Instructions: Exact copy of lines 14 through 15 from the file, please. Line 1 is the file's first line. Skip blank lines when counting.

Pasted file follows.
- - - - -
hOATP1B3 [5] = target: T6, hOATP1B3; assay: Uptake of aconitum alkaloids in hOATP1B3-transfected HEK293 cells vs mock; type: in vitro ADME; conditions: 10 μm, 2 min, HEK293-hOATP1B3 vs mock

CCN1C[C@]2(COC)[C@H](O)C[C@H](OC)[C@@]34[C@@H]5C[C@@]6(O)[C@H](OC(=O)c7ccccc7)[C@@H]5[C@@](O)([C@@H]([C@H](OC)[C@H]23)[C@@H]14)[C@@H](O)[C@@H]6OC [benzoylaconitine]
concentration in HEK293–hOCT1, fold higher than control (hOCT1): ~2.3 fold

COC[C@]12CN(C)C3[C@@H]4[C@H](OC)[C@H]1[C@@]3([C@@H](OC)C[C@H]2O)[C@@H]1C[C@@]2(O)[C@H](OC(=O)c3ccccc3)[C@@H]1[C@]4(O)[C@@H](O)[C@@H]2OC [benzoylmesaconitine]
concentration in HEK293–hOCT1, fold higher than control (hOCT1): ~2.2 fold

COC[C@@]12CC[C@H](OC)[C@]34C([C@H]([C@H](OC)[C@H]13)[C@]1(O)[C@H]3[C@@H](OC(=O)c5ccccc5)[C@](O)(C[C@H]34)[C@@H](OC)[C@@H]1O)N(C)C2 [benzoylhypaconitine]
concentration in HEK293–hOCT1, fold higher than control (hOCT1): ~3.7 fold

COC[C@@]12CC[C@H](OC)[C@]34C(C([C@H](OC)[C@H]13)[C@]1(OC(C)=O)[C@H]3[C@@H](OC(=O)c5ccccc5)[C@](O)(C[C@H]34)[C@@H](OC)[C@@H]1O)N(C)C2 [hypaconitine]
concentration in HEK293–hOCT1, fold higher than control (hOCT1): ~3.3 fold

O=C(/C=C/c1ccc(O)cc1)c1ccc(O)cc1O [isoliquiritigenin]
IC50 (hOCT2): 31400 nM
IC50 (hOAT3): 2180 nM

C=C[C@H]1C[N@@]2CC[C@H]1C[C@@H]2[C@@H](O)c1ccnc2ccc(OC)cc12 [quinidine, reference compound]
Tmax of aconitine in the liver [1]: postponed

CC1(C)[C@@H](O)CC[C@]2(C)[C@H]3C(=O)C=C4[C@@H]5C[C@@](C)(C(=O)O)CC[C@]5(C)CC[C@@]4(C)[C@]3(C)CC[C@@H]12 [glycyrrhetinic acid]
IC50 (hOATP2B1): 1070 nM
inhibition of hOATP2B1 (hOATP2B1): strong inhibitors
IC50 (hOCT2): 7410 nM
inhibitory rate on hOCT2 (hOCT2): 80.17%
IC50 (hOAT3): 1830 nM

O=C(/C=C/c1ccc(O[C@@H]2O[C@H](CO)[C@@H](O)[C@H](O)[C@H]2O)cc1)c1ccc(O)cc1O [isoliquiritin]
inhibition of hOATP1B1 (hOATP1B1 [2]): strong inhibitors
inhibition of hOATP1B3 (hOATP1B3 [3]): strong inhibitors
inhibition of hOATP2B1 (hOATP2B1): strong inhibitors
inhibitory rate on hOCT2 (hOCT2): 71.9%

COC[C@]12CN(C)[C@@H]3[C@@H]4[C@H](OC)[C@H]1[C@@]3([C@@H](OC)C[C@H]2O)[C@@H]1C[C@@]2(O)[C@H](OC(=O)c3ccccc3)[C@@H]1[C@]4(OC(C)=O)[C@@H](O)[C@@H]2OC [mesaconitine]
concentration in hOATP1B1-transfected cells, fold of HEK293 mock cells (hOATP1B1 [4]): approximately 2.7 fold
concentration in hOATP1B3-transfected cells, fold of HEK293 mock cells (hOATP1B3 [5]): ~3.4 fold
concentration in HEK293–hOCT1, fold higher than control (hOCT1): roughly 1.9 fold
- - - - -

Tmax of aconitine in the liver [1]: postponed

CC1(C)[C@@H](O)CC[C@]2(C)[C@H]3C(=O)C=C4[C@@H]5C[C@@](C)(C(=O)O)CC[C@]5(C)CC[C@@]4(C)[C@]3(C)CC[C@@H]12 [glycyrrhetinic acid]